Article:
The Data Center is Dead. Long Live the Data Center

March 17, 2015
The data center is dead. There is no shortage of people predicting the end of the data center. If so then, why are there so many people building data centers? Bill Dougherty of RagingWire and Jeff Frick, cohost of theCUBE explore the myth.

This week’s Voices of the Industry, Bill Dougherty, the CTO of RagingWire, shares insights from his discussion with Jeff Frick, cohost of theCUBE, from the SiliconANGLE Media team.

The data center is dead. Ask any pundit and they’ll tell you so. Go to a cloud conference or do a search on the internet. There is no shortage of people predicting the end of the data center. Cloud is going to eat the world. There will be no enterprise IT in five years. Colocation is a dying business. If so then, why are there so many people building data centers?

I was speaking at the Structure 2015, one of the premier cloud conferences. It’s a fantastic industry event to learn about the latest trends in cloud computing and Dev ops. But it’s a strange place for a data center guy to hang out. Or is it?.

In my many conversations, I offered the opinion, and found consensus often, that the death of the data center has been greatly exaggerated. Cloud, and most specifically public cloud, will continue to grow. But so too will colocation. There are four key drivers to this trend:

  • Clouds live somewhere. The place they live is in data centers. And with the exception of the “super 7,” most cloud providers don’t want to build or operate their own data centers. It isn’t their core business and a 20-year data center investment doesn’t match their operating time frames. It’s too limiting.
  • Not all workloads belong in the public cloud. At the end of the day, computers exist to do work. Public cloud is great for non-persistent workloads, such as web servers and streaming media. If you can lose a machine, or a whole set of machines, and you don’t care, then public cloud works. But many workloads, especially legacy transactional systems are persistent. The old rules of ACID (Atomicity, Consistency, Isolation and Durability) apply. For most organizations, these systems don’t belong in the cloud.
  • Regulatory Compliance is an issue. This includes not only security but also change management, data localization, and taxation. For many organizations, where the transaction occurs, and where the data lives, can have large financial implications. We see this most especially in financial and health care companies, but it also applies to e-commerce companies and any company generating or storing confidential personal data.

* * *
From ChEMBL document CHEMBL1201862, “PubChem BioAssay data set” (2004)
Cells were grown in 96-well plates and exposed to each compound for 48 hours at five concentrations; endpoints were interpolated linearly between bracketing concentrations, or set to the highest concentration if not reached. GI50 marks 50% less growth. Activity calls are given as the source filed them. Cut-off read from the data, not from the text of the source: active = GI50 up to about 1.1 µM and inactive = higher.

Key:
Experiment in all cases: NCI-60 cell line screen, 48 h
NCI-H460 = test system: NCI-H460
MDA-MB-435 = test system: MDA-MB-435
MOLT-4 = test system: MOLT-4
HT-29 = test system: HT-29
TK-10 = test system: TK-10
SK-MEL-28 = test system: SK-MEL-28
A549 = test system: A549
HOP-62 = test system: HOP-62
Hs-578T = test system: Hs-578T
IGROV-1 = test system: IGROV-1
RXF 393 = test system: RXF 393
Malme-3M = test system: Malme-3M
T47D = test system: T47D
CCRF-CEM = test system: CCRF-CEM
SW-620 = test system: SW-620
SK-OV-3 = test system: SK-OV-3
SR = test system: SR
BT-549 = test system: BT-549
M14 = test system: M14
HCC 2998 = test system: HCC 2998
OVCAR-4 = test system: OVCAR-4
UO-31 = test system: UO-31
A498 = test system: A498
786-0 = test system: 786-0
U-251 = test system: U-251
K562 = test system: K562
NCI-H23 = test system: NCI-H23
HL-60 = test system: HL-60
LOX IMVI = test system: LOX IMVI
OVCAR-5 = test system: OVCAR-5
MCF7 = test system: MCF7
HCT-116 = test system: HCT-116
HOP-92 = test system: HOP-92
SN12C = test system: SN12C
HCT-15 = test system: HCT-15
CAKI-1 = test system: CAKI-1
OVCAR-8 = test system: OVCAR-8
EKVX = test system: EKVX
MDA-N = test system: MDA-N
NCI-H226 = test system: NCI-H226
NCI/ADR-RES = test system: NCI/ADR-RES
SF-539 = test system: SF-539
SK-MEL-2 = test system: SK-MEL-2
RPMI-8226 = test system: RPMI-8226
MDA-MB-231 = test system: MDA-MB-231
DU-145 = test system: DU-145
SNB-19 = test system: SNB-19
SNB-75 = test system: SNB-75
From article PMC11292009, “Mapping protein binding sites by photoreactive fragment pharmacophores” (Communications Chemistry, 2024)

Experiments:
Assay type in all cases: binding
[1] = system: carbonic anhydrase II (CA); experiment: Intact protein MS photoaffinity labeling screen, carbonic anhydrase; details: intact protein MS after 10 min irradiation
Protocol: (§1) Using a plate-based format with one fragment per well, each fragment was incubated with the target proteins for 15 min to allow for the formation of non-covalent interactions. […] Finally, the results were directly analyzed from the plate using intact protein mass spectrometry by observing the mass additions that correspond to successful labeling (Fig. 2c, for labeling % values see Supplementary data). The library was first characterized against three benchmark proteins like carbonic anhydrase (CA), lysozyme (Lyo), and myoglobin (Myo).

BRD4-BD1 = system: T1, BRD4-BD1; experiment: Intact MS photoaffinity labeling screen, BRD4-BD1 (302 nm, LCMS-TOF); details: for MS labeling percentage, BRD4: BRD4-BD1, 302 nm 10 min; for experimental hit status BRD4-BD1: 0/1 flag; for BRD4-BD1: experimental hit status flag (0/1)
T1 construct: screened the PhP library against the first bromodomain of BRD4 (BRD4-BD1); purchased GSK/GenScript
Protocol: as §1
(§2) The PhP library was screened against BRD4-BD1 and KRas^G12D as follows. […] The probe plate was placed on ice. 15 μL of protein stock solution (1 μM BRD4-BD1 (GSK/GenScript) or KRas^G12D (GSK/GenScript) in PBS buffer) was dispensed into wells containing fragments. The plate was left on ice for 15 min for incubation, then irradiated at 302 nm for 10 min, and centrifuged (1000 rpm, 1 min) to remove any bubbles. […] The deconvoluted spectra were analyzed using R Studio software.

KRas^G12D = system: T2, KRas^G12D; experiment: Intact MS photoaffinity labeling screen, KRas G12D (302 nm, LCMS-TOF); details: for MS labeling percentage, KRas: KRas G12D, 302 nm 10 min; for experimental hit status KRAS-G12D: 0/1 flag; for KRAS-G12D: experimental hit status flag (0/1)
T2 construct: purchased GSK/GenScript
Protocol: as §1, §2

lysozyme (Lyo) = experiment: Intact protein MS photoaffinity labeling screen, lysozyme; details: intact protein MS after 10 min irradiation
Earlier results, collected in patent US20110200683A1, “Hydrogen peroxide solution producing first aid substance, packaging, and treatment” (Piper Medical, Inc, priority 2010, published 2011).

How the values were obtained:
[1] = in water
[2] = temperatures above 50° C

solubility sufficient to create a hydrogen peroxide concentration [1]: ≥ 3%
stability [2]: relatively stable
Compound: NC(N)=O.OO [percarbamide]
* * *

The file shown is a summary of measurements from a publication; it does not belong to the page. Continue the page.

• Data growth is outpacing storage capacity. According to IBM research, 90% of the data in the world today was created in the last 2 years, and 80% of that data is unstructured. It’s been said that up to 80% of the data being generated is never persisted because the systems/storage/bandwidth required is not yet available. This is the world created by the Internet of Things (IoT), Big Data, mobile and social. We now instrument not only homes and cars, but tractors and dog bowls. There is simply no limit to the number of devices we can and will connect to the network. And they all need servers and storage.

All of this leads to a robust demand for data center space, with no near-term end in sight. It’s a hybrid world, and companies will continue to operate their own data centers, utilize colocation, and move some work into the cloud.

The data center isn’t dead, it is very much alive and growing rapidly.

Bill Dougherty is the CTO of RagingWire Data Centers, which is is responding to this demand by ramping up its growth across the United States. RagingWire’s campus in Ashburn, Virginia will double in size in February 2016, and it has begun construction on a second campus in Virginia that will span up to 2 million square feet of data center space. In Northern California, RagingWire has 680,000 square feet operational and is looking for land for our next campus. In Dallas, Texas the company has started construction on a 1 million square feet campus.

About the Author

Voices of the Industry

Our Voice of the Industry feature showcases guest articles on thought leadership from sponsors of Data Center Frontier. For more information, see our Voices of the Industry description and guidelines.

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